If only these jelly worms were all we had to worry about! In the canine world, there are two broad categories of worms that may affect our pet dogs, intestinal worms and heartworms.
Worming is one of the first health care issues dog owners need to address as pups are the most susceptible. As their name suggests, intestinal worms are parasites that live inside your dog’s intestines. These worms range in size from small to surprisingly large (up to 18cm in length). Regardless of their size however, they all have negative, and potentially deadly effects.
Most species of animal, as well as humans, can be infected with intestinal worms including dogs, cats, rabbits, horses, fish, birds and reptiles.
Common intestinal worms in Australian pets are:
If your dog has a large number of worms it may find it difficult to maintain body condition and it can lose weight. In some cases it can cause vomiting, diarrhoea and even anaemia (a low red blood cell level). Occasionally, heavy intestinal worm burdens can cause death.
Worms sometimes have complex lifecycles which involve a period of existence and development outside your dog. Understanding the life cycle of a specific worm is important so that strategies for treatment and prevention can be designed and implemented. For instance, some tapeworms need to pass through fleas to complete their lifecycle, so flea prevention is an important method of controlling tapeworms.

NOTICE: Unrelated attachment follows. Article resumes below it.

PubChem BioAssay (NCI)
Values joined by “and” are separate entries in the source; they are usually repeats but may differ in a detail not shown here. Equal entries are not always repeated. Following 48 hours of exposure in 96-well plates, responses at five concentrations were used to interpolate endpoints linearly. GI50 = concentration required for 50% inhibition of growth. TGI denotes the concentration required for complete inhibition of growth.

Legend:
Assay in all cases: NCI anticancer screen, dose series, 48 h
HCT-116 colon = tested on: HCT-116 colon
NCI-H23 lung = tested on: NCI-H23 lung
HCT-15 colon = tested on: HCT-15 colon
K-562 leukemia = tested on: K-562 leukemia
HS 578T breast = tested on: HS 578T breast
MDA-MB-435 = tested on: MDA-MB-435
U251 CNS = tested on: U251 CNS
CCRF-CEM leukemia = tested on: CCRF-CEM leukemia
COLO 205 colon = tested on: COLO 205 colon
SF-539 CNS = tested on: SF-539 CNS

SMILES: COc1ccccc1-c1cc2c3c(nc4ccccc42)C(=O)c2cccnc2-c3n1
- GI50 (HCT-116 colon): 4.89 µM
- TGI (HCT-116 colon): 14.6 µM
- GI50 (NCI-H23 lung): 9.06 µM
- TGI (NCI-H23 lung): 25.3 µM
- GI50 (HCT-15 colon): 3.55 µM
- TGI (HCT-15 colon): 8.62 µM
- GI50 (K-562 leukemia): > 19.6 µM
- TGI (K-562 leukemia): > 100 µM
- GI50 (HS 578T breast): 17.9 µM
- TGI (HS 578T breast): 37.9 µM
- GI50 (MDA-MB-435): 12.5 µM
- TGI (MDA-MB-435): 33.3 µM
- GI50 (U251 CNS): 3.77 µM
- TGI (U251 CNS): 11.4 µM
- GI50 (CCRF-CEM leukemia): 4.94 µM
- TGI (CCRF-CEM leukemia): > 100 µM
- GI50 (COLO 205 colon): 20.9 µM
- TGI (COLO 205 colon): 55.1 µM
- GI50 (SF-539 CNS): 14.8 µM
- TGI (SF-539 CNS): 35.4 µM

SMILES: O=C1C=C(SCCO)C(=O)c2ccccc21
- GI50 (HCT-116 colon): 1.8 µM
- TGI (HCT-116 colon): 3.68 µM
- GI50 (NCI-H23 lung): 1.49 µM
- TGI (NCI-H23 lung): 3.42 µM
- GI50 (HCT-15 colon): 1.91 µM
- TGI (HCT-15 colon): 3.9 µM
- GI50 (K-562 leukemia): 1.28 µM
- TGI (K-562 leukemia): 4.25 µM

It is important to maintain a routine worming treatment for your dogs, to reduce the incidence of infection and to reduce environmental contamination. There are many worming treatments available for the various worm infections that occur in our dogs. These are available as tablets, spot-ons, or pastes. Re-infection is a common problem, particularly in dogs that are in contact with a heavily contaminated environment. Another very important reason to worm your dogs is to protect your family; as children in particular can become infected with certain dog worms.
Below are some tips to consider regarding worm prevention:
- Promptly clean up dog faeces
- Practice good hygiene, always encourage children to wash their hands regularly (especially after playing in dirt or sandpits, playing with pets or prior to eating)
- Prevent children from playing where the soil may be contaminated
- Keep your dog’s environment clean
- Always dispose of dog faeces in public parks and playgrounds
Please call us to discuss an intestinal worming program for your dog.
Heartworm, or Dirofilaria immitis, is a parasite that is spread by mosquitoes, so your pet does not even need to be in contact with other pets to become infected!
Heartworm is present throughout most of Australia (except Tasmania and arid areas).
Please call us to discuss the best heartworm prevention for your pet, especially if moving back to the mainland or where mosquitoes are prevalent.